The QC pointed out he could do all that and put it into suspense. So why didn’t he?
Alan blustered a bit at this. The QC asked the same question again.
The judge then interjected to point out that the QC was ignoring parts of the Post Office’s approach in the letters that they sent Alan which basically demanded payment.
The QC admitted that this was, of course, the Post Office’s preferred option – Alan just paying up. But he still had the option of putting it into suspense and didn’t.
Towards the end of the cross examination, the QC suggested that Alan had become a little fixated on Horizon to the extent he saw it as the source of all his problems and he’s remained fixated ever since.
In fact, the QC said it was quite conceivable the errors could have been down to him or his assistants.
Alan rejected this.
But, said the QC he did very little in the way of investigation into how losses were appearing in his branch before blaming Horizon.
Alan said no – every time he looked at Horizon for a mistake he found it.
A few minutes were spent on the quality of the training Alan got for Horizon (“sadly lacking in a major way”), and that was that.
Then came Lead Claimant number 2 Pam Stubbs. I made a film about Pam in 2014 for the One Show – you can see it here (she’s in the second of two films) which is just as well as I failed to get a photo of her outside court.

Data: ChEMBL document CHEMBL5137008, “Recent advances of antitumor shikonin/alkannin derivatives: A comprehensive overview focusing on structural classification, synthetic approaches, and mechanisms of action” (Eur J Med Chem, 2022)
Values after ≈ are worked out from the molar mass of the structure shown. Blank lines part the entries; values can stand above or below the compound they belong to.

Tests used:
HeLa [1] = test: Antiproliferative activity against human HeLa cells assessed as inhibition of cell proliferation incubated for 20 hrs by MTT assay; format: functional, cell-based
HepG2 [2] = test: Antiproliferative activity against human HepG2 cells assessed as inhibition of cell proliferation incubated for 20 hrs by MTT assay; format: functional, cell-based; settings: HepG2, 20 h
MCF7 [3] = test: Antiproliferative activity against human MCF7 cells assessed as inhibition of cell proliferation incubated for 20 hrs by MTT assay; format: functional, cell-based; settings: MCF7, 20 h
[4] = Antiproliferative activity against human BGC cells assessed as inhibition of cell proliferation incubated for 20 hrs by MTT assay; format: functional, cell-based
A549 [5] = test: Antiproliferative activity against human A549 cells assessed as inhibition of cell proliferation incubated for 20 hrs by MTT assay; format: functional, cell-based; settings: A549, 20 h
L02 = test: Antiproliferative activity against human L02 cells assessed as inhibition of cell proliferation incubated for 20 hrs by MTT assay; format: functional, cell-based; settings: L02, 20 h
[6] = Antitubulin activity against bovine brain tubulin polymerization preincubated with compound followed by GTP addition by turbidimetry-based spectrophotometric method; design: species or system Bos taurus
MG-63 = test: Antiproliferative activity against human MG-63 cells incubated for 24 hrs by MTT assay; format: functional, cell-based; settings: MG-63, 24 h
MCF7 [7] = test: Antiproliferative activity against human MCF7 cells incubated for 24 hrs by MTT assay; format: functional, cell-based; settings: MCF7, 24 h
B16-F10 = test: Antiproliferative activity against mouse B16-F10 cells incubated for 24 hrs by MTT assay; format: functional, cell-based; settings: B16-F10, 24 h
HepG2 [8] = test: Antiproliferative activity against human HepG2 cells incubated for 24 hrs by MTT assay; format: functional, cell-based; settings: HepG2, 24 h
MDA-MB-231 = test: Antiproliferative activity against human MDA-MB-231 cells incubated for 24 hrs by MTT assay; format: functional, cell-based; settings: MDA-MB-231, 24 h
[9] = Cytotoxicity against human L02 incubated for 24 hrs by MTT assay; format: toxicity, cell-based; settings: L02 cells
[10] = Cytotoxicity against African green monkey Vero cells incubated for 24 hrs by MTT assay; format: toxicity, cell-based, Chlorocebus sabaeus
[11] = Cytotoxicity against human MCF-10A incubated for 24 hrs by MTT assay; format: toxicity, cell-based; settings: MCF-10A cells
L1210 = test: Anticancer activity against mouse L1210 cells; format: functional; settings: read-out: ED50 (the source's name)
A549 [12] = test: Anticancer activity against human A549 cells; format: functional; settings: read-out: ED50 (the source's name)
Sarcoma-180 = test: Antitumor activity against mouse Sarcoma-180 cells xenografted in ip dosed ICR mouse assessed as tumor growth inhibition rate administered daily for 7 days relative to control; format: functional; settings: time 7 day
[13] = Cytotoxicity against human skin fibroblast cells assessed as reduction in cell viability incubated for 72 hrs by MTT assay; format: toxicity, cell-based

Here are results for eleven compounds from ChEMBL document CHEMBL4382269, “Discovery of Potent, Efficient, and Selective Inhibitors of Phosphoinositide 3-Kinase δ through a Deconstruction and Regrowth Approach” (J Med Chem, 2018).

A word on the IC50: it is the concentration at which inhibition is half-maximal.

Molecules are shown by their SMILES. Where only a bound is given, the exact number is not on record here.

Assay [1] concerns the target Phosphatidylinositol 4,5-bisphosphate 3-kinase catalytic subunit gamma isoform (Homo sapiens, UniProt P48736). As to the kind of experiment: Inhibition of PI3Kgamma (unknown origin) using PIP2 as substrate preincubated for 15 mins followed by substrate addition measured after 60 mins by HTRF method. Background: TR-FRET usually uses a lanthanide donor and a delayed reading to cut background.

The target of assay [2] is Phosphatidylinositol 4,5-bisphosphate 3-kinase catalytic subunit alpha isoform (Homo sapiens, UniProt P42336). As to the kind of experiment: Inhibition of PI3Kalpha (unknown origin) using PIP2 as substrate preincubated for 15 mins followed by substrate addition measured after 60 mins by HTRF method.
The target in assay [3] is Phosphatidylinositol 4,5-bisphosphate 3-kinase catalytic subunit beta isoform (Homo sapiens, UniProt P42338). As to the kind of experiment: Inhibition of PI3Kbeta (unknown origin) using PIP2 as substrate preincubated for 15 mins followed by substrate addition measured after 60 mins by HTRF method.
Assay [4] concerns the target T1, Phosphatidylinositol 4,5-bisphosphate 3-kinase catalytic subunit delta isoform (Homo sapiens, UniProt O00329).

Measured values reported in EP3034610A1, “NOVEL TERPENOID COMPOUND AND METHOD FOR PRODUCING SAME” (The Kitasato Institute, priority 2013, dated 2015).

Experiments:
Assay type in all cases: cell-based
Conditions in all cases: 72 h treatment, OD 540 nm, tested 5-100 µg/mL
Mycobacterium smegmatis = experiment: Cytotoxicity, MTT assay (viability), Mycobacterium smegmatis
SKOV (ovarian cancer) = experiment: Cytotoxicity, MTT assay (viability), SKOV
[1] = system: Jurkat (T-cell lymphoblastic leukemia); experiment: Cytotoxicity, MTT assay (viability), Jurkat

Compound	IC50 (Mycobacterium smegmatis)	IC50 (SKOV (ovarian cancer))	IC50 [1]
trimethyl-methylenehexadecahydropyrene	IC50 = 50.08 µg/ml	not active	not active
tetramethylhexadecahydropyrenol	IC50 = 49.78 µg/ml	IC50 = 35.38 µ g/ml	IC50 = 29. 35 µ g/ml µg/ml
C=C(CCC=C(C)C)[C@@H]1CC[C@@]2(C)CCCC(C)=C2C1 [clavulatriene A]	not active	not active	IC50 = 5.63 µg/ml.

Pam and her husband ran the Barkham Post Office near Wokingham in Berkshire for a total of 23 years. Pam’s husband Martin ran the branch until his death to an aggressive form of cancer in 1999. The day after he died, Pam became Subpostmaster.
When Pam took to the witness box in court today, David Cavender started in the same way he started with Alan Bates, suggesting this was all a long time ago, we’re talking about mundane events and it’s likely that memories of that time will be fallible.
Pam seemed circumspect and said her memory wasn’t too bad.
David Cavender: “We are talking about everyday events, not something like a car crash.”
PS: “If you’re referring to the events of August 1999 it very much was like a car crash and I remember it vividly.”
DC: “I think you might be referring to your husband’s death.”
David Cavender says he understands it must have been a very difficult time, but he is talking about mundane things like signing documents.
PS: “Well let’s see what documents you want to talk about and I’ll see how well I remember them.”
And so we began.